Exactly. X chromosome and dosage problems not only affect humans, but also affect systems like fruit flies. Fruit flies are much smaller but they also have a male and a female and with apparent differences in X chromosome. Since it’s a much simpler model system you use expertise on one system to understand how gene dosage is being regulated. And because the generation time in the flies is only two weeks, and they have a beautiful genetic model system to look at, gene regulation provides us with a means to understand what’s happening in the flies.
Interestingly, there is a difference in X chromosomal doses between flies and humans in that it is the males that have the single X. And they up-regulate their single X (chromosome) two times, in comparison to the females that have two X chromosomes. That provides yet again a very interesting comparison. While human females are shutting down one of their X chromosomes to equalize the males, what the male flies are doing is that the ones that have only one X, double their output, so for example, turn on the radio twice as much.
How are all these decisions being made? We use different model systems to study this. We use flies and mice and more recently also a human patient to look at that. It gives us a very interesting way to try to understand how, in human patients, the genes are being mutated, what is going wrong, and there, the lessons that we learned from the flies are fundamentally important because we can move much faster to understand the mechanism of how things are working.
What are some examples of this research? Could we use this to turn on/off signals to help people with chronic pain for example?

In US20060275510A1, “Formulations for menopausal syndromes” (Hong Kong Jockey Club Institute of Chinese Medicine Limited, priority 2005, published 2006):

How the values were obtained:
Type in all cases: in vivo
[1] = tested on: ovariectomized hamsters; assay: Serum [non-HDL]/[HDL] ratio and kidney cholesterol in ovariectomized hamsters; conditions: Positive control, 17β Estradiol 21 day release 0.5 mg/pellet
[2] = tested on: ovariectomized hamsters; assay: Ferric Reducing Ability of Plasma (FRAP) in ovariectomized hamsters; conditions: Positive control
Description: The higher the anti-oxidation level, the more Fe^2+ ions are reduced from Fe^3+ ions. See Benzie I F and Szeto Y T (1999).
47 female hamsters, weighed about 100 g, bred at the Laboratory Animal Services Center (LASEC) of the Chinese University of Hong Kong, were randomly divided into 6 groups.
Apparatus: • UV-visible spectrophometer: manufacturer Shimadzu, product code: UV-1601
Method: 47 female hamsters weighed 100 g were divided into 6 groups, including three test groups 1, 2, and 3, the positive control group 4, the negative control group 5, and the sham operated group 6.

Chronic pain is one example of many types of diseases that occur. What happens in chronic pain is that you have a lot of inflammation, and that is correlated with changes in gene expression programs. Changes in gene expression programs are actually related to epigenetic regulation. If we understand the mechanism of how, in different types of cells, epigenetic factors play a role and if we understand the mechanistic principle, of course in the long run, we have the possibility to understand how we can help situations like chronic pain. That’s why there is a lot of hope for epigenetic therapy because you are able to use the plasticity that epigenetic regulation brings us, to help modify, or have the possibility to modify gene expression programs to at least help in certain diseases. To be able to really do this properly, however, we need to understand the mechanism. We’re at the stage where there is a lot of hype around epigenetics, but I think it’s important to do the basic work first.